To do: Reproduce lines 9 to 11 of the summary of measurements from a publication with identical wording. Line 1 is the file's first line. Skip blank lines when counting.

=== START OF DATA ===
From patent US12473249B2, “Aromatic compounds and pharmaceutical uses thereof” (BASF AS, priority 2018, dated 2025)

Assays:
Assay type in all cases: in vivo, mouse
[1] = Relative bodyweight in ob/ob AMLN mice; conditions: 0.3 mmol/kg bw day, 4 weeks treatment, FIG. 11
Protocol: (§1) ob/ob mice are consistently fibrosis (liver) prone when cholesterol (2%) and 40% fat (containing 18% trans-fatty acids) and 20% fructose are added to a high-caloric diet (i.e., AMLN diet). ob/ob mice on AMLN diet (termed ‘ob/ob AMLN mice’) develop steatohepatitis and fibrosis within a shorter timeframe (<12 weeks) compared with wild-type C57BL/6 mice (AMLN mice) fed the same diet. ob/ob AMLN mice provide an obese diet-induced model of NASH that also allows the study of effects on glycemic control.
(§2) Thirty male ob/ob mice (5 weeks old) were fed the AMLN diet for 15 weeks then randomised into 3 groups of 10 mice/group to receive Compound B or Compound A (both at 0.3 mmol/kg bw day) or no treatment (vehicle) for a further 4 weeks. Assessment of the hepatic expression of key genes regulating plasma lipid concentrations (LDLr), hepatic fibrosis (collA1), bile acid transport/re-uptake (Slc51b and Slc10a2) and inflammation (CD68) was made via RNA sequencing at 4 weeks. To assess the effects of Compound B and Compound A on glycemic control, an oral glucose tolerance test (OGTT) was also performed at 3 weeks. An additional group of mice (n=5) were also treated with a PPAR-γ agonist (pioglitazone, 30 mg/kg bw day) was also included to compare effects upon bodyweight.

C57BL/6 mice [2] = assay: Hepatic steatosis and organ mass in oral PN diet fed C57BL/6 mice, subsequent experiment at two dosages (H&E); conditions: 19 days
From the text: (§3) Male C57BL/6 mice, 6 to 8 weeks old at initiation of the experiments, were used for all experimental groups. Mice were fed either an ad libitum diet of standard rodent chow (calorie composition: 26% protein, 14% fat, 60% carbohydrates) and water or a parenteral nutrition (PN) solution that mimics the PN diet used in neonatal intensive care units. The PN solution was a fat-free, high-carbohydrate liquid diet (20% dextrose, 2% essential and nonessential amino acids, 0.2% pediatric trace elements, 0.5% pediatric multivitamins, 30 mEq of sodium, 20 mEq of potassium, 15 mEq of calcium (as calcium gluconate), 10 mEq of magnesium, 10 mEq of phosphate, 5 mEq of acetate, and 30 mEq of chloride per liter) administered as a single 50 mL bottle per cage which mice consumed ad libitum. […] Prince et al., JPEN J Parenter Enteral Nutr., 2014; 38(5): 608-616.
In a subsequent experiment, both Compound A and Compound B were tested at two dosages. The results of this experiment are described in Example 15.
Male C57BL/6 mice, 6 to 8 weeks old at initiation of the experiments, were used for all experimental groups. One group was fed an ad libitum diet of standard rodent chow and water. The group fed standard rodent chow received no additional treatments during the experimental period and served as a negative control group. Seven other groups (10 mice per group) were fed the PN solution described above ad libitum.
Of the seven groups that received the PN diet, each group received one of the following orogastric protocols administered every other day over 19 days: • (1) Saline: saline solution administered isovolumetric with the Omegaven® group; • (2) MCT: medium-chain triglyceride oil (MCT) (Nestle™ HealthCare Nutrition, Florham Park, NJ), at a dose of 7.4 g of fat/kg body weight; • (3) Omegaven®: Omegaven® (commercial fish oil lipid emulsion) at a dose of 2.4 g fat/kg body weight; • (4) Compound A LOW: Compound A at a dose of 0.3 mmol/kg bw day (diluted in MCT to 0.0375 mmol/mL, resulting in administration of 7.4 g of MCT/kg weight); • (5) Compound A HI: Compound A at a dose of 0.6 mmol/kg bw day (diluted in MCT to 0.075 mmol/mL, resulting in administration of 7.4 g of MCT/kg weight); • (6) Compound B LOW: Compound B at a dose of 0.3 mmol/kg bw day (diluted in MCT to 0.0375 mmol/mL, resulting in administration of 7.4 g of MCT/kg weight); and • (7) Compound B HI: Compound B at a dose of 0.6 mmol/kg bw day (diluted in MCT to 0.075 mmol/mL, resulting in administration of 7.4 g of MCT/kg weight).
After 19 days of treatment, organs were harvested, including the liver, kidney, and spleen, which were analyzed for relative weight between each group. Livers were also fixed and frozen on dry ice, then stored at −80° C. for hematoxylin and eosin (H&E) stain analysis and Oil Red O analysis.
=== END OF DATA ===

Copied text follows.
In a subsequent experiment, both Compound A and Compound B were tested at two dosages. The results of this experiment are described in Example 15.
Male C57BL/6 mice, 6 to 8 weeks old at initiation of the experiments, were used for all experimental groups. One group was fed an ad libitum diet of standard rodent chow and water. The group fed standard rodent chow received no additional treatments during the experimental period and served as a negative control group. Seven other groups (10 mice per group) were fed the PN solution described above ad libitum.
Of the seven groups that received the PN diet, each group received one of the following orogastric protocols administered every other day over 19 days: • (1) Saline: saline solution administered isovolumetric with the Omegaven® group; • (2) MCT: medium-chain triglyceride oil (MCT) (Nestle™ HealthCare Nutrition, Florham Park, NJ), at a dose of 7.4 g of fat/kg body weight; • (3) Omegaven®: Omegaven® (commercial fish oil lipid emulsion) at a dose of 2.4 g fat/kg body weight; • (4) Compound A LOW: Compound A at a dose of 0.3 mmol/kg bw day (diluted in MCT to 0.0375 mmol/mL, resulting in administration of 7.4 g of MCT/kg weight); • (5) Compound A HI: Compound A at a dose of 0.6 mmol/kg bw day (diluted in MCT to 0.075 mmol/mL, resulting in administration of 7.4 g of MCT/kg weight); • (6) Compound B LOW: Compound B at a dose of 0.3 mmol/kg bw day (diluted in MCT to 0.0375 mmol/mL, resulting in administration of 7.4 g of MCT/kg weight); and • (7) Compound B HI: Compound B at a dose of 0.6 mmol/kg bw day (diluted in MCT to 0.075 mmol/mL, resulting in administration of 7.4 g of MCT/kg weight).